In any workplace, staff wellbeing plays a vital role in ensuring that the environment is healthy, harmonious and productive. Without a valued team that pulls in the same direction, no organisation can hope to achieve its long-term objectives.
With a variety of mental health problems estimated to cost employers up to £42 billion per year, according to the UK government’s recent Thriving at Work Report, it’s safe to say that the promotion of good staff health and wellbeing is a fundamental aspect of the modern day workplace.
Of course, we are (hopefully) emerging from an unprecedented period in history; a time during which wellbeing has suffered and in which employers around the globe have become conscious of the need to place greater emphasis on employee wellbeing. This is particularly critical given that the ability to nurture personal bonds and a sense of community have been inhibited for so long. Indeed, for those now working remotely on a more permanent basis, it promises to be an ongoing challenge that organisations must address rather than ignore.
In the case of museums – places and spaces that are expected to inspire, engage and entertain – it is particularly crucial that those who create cultural experiences feel valued and comfortable enough to do so. And let’s be honest: if a museum environment can’t be one that enhances wellbeing, then surely there’s little hope for other industries and sectors.
The importance of wellbeing in the workplace
By investing time and resources into workplace wellbeing, museum staff and the wider institution can benefit dramatically. Simply asking the question: “Do our employees have what they need to work at their best” can yield solutions that ultimately contribute towards physical, psychological emotional and social improvements.
Although employee wellbeing should certainly focus on the welfare of staff, it is important to acknowledge that employers also benefit from employee wellbeing and employee engagement initiatives. While teams should be made to feel happy and healthy on a human level for compassionate reasons, we shouldn’t be shy about promoting the fact that it genuinely makes good business sense.
With a more proactive approach to wellbeing within the workplace, museum staff feel more valued, and institutions receive greater loyalty and productivity in return. With increased commitment and heightened morale comes better retention. This means reduced recruitment costs and a greater opportunity to develop staff members over time.
On the ground, relations between team members becomes more positive and productive, and the workforce performs better.
Museums: the perfect place to support wellbeing
Museums are well known for the benefits they offer visitors. From alleviating stress and anxiety to reducing social isolation to boosting self-esteem, cultural spaces have been shown to possess important therapeutic properties.
And while it may seem inevitable that those working within museum spaces should have no problem in retaining a happy, healthy state of mind, it is nevertheless important that time and resources are put into using those assets to nurture a positive environment for staff as well as visitors.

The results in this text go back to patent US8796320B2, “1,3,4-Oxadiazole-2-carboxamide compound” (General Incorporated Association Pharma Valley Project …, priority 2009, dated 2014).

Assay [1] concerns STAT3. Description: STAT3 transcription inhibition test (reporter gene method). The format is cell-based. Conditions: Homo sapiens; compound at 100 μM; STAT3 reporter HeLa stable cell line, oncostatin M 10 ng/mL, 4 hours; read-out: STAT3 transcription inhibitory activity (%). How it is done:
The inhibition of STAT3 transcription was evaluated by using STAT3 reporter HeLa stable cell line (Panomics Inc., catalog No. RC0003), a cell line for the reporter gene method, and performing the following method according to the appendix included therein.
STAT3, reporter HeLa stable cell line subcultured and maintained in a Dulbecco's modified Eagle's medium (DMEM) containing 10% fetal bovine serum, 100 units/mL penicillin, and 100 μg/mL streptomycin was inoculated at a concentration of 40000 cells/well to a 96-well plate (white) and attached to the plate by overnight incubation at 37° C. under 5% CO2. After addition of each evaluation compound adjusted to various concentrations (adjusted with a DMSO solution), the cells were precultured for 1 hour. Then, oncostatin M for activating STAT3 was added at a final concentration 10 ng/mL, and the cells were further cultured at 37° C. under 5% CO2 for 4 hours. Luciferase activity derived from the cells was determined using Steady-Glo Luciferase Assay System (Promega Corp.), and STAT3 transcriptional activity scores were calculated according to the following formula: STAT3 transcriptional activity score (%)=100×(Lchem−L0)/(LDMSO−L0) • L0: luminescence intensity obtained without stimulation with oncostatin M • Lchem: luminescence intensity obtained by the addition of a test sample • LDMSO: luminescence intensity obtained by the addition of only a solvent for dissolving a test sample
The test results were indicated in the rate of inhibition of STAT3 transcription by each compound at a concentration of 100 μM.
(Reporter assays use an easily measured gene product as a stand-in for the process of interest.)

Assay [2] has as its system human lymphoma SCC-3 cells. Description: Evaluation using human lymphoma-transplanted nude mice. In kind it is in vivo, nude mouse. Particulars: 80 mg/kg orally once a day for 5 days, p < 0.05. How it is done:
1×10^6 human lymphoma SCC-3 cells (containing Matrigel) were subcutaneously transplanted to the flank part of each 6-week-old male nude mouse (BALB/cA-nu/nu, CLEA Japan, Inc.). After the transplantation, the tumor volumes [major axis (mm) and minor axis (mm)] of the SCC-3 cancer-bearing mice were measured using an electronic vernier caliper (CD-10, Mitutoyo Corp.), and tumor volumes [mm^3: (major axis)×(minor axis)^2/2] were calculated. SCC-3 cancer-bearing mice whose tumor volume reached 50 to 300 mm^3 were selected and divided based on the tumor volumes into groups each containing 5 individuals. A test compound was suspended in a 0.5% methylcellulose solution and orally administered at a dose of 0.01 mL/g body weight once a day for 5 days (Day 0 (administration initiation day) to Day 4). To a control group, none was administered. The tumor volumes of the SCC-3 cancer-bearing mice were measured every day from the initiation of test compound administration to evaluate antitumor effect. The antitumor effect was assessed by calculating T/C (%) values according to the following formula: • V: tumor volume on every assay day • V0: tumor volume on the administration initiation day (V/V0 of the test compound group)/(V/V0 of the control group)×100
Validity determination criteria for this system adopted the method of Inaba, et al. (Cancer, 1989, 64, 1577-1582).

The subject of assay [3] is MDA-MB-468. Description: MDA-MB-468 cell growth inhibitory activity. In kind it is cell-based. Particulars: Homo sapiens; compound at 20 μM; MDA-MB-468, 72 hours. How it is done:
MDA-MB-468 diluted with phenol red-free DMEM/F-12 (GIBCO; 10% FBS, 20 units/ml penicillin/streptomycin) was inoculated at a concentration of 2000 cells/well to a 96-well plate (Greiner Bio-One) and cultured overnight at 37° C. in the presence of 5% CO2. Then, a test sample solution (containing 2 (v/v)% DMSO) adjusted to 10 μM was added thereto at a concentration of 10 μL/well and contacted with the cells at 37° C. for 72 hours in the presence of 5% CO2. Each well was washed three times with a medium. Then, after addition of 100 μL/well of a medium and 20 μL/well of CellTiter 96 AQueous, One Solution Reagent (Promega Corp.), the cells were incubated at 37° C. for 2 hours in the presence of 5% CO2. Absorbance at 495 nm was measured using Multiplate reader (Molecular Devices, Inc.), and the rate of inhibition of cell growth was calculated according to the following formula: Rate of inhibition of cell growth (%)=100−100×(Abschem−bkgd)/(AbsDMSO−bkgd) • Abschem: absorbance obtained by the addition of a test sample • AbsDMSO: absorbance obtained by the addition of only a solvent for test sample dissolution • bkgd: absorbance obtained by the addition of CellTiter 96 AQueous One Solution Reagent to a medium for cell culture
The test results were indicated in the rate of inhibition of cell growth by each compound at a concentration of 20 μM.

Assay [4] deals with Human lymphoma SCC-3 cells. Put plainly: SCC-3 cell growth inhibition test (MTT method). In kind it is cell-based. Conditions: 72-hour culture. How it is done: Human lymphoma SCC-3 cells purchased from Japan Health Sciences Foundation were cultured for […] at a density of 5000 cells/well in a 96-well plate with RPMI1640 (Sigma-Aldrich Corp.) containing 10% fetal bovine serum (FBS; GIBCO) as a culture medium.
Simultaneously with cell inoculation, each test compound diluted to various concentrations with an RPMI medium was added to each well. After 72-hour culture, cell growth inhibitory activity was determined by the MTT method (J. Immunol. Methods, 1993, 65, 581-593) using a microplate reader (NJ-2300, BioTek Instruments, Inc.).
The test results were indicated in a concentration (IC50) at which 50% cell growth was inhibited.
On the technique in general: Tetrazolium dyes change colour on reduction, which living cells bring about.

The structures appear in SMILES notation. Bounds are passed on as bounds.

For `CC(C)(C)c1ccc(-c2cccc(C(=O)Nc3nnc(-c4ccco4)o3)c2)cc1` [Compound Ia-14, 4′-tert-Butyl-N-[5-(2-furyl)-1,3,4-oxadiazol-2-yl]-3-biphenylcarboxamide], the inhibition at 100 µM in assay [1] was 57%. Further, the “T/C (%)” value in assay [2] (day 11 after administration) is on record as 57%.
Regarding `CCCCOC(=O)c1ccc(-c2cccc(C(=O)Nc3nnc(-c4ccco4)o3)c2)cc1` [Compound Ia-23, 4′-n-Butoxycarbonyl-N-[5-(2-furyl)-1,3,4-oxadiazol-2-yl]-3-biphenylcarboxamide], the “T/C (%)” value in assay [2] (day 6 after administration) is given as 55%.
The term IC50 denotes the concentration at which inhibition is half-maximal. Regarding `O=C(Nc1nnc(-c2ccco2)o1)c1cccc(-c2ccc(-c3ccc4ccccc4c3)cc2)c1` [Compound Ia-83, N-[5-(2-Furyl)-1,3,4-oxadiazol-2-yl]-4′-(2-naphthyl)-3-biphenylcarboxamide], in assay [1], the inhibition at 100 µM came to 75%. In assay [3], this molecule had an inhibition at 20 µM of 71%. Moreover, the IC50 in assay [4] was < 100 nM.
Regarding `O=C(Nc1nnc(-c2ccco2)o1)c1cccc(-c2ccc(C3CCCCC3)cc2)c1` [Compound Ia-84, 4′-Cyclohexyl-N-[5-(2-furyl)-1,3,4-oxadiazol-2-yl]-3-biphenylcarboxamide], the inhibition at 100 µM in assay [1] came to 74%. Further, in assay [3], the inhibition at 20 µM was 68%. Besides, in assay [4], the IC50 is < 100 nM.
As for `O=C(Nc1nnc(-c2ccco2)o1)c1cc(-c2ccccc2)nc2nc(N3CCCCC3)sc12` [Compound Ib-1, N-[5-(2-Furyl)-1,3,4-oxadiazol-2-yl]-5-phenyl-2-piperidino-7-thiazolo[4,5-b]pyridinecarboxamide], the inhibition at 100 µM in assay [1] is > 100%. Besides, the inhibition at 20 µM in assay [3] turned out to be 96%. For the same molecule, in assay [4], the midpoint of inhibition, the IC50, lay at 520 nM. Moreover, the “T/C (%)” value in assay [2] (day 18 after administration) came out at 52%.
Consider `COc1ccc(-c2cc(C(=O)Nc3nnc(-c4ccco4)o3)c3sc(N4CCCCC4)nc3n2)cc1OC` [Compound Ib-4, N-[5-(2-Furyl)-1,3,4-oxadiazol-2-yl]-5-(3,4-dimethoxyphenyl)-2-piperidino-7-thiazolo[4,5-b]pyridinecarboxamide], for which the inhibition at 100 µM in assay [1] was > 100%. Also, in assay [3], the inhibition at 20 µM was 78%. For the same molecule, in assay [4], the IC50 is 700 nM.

Often this can be achieved by simply protecting personal time for self-care – safeguarding lunch breaks and respecting designated working hours, for example. Providing time for people to step away from the day-to-day grind and instead be present in their surroundings is a subtle but highly impactful step that all museums can take.
Alongside this adherence to professional boundaries, museums may run regular schemes and activities for staff to successfully to enhance wellbeing. Whether that’s mindfulness sessions in the workplace, or even hand massage workshops to relax and soothe hard working employees, there is always room for institutions to think outside the box when it comes to protecting and rewarding staff.
It is also necessary to acknowledge that employees’ sense of worth often stems from feeling heard and valued by their employer. At a time when museums speak often about inclusivity and support for those who may feel marginalised, it is important that they seek to practice what they preach. This may involve the creation of forums, safe spaces and pathways for individuals to share ideas, air grievances or seek to develop their career.
Whether training the team for better wellbeing, modifying existing resources or introducing new practices, the key is to ask how positivity, kindness, communication and collaboration can be encouraged. Never underestimate the power of those little things; a cosy staff room or open door policy can make a big difference to someone’s day.
Something as simple as a conversation between individual staff members can have a profoundly positive impact and inspire the next step towards better wellbeing support.
All too often organisations feel that they must drive employee wellbeing initiatives. In reality, often the best programmes develop by encouraging staff to propose and introduce their own initiatives. Employees are certain to have their own ideas about how they can be better supported, and it’s important that the institution is ready and willing to take these on-board.
Find out more about health and wellbeing in museums at the upcoming Museums, Health and Wellbeing Summit running 31st January – 2nd February 2022.
About the author – Tim Deakin
Tim Deakin is a journalist and editorial consultant working with a broad range of online publications.